If you’re a working copywriter, you’re likely to have seen a big increase in the number of customers requesting video scripts. But, if you haven’t written one before, they can be daunting. In this week’s podcast, Kate and Belinda will give you the top tips and advice you need to get started.
Want to know more?
Tune in to learn:
- Some interesting statistics about videos and why they work so well
- The different types of video scripts you can write
- Kate’s top 8 tips on writing great video scripts
- The common mistake make copywriters make when writing video scripts
- How SEO works with video scripts
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- How to optimise your videos for SEO
- How to make an Explainer video for next to nothing
- Are you attractive enough to star in your own business video
- ScreenFlow: Great for screen capture videos
- Camtasia: Another screen capture and editing tool
- IMovie: Good for editing
- Powtoon: A neat little tool for DIY Explain video creation
- EasyPrompter: Free autocue software
- Link to Belinda’s Master Class – FAQ video
- Check out Kate’s SEO course sales video
- Check out some of Kate’s client videos
Top notch podcast! One question as someone who’s dangled their toes in video scripting… I know there’s a lot of other stuff that goes into a video. Animations, video etc. Does the copywriter usually take the lead with defining those, or would they work to a brief? I’m guessing it’s probably an ‘it depends’ scenario, but any thoughts on fleshing out the other creative elements would be great.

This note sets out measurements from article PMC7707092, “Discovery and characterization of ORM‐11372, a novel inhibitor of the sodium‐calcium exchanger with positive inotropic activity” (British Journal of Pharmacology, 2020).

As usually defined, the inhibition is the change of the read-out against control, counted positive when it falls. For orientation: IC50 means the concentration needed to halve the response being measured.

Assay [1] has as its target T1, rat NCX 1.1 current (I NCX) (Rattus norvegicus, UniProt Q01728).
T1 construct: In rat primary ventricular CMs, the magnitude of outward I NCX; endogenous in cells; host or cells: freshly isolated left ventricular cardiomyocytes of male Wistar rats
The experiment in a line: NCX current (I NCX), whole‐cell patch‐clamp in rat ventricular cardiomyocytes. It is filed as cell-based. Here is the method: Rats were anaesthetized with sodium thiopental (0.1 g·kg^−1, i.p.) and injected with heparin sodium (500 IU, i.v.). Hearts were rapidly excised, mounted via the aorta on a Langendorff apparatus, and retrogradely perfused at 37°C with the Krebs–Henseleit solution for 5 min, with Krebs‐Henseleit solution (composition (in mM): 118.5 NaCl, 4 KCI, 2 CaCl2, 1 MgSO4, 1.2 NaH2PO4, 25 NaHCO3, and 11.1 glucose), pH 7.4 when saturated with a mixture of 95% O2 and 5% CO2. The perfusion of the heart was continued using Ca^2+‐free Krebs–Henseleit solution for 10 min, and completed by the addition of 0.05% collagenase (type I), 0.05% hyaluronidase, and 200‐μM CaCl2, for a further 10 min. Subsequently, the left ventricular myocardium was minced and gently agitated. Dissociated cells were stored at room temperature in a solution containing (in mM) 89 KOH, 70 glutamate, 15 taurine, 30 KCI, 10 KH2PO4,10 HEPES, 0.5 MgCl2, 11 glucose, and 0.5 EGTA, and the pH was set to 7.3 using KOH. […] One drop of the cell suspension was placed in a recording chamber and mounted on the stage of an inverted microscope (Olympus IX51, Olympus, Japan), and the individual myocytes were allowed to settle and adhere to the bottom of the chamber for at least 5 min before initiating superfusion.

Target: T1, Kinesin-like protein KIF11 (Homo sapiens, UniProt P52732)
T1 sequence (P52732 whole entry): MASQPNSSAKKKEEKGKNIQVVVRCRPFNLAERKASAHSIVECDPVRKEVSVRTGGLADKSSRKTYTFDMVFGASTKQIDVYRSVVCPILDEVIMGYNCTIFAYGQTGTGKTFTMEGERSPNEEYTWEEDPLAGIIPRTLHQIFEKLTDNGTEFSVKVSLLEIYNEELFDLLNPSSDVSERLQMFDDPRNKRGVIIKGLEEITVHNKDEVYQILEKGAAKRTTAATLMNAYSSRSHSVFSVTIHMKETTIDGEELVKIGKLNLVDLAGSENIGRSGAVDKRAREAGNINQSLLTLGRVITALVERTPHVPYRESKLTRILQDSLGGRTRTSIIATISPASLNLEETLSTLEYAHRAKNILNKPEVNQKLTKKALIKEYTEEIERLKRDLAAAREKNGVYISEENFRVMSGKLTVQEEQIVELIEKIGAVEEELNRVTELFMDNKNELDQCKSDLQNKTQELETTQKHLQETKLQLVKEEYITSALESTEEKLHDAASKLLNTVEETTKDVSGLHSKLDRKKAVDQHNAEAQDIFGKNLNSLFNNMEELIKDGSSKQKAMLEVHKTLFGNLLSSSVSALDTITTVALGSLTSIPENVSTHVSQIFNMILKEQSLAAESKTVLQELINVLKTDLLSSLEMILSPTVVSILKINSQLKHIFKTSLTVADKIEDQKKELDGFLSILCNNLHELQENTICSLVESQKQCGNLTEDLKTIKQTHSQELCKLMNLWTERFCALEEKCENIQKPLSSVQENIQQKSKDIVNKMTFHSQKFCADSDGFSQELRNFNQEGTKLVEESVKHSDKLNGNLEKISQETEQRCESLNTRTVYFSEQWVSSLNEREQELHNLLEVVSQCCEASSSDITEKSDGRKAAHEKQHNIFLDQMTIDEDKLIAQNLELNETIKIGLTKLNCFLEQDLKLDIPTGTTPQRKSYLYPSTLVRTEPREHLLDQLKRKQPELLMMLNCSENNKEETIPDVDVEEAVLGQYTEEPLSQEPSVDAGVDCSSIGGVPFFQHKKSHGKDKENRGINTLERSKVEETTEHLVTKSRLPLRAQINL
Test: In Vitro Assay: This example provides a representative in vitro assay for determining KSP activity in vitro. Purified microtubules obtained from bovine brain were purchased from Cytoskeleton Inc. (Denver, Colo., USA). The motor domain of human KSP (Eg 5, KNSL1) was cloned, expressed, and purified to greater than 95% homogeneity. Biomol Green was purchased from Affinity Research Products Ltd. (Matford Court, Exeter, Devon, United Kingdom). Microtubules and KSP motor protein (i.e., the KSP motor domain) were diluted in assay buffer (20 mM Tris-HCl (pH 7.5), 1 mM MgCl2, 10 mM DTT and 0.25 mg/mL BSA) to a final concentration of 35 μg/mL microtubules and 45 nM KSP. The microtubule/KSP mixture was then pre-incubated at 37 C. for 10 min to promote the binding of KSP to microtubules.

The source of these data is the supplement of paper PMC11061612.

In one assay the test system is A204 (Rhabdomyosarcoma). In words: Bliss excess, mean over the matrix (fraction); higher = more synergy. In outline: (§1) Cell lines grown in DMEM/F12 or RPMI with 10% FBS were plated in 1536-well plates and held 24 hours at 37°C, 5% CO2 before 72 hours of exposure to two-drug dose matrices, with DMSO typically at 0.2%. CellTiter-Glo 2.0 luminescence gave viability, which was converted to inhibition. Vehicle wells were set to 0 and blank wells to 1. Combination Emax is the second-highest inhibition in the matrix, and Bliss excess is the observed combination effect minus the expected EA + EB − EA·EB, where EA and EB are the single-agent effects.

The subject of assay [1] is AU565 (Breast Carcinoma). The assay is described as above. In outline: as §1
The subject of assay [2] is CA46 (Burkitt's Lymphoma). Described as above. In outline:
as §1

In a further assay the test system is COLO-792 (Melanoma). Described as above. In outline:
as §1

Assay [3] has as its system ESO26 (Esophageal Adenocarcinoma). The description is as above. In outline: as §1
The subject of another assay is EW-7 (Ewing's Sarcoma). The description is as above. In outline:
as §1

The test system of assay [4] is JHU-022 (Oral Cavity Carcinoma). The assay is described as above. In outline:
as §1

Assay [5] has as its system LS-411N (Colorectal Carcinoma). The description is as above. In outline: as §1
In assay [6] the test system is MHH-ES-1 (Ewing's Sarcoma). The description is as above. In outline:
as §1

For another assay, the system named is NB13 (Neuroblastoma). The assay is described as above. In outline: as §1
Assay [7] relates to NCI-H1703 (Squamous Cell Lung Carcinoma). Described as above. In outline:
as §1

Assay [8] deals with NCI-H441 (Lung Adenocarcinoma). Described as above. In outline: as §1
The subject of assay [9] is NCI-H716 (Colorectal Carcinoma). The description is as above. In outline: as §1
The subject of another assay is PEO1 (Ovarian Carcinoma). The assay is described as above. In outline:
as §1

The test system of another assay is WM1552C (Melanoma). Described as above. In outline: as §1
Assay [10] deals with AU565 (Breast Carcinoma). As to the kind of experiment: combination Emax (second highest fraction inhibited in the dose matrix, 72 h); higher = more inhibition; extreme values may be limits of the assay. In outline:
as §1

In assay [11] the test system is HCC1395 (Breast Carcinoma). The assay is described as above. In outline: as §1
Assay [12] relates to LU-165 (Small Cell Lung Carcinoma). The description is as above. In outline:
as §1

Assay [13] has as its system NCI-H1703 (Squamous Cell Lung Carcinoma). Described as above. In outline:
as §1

Thanks Matthew! Kate might be able to confirm this I think this would be quite similar to projects like brochures. If the visuals haven’t been done, the copywriter can make suggestions but then it’s up to the designer to take them or leave them.
If you can’t liaise directly with the graphic designer/animator/videographer, you can suggest leaving one round of revisions until the images have been designed. So then you can do further editing (rather than leaving it to someone to hack your copy!).
Makes sense. Cheers!
HI @mat@matthewmorganfenwick:disqus thanks so much for your kind feedback.
When writing a video script I think that yes, it’s up to the copywriter to conceptualise the videos. I usually have a column for the script, define what’s voice over, what’s to camera, etc. As well as a column for visuals. You can’t think of the script in isolation as often the visual is strong enough not to need any words.
Then yes of course, the videographer or animator can take the comments and interpret them.
Much like with website copy, my copy decks are pretty specific about what goes where, but obviously I let the designer make a few (minor) decisions.
Thanks for listening Kate.
Loved it! Well clearly I am loving all things copywriting and #IloveSEO as well Kate Toon! I think people like me who have been writing facilitator guides for training for many years also have a unique skill in writing video scripts as we are used to preparing what can be spoken aloud, and also used to rehearsing whilst driving (hoping others think I am on a very important handsfree phone call and not just talking to myself. I also like Matthews question re the other elements of video and the copywriter’s role in that
Great stuff Jennifer! Sounds like you are very well placed. As Kate mentioned, you definitely have to write copy to be spoked aloud. It sounds obvious but when it’s a new skill, it’s something to make sure you remember! — Belinda
Ah Jenny – Love you right back> Thanks for listening. Like you I love writing video scripts one of my fave things to do.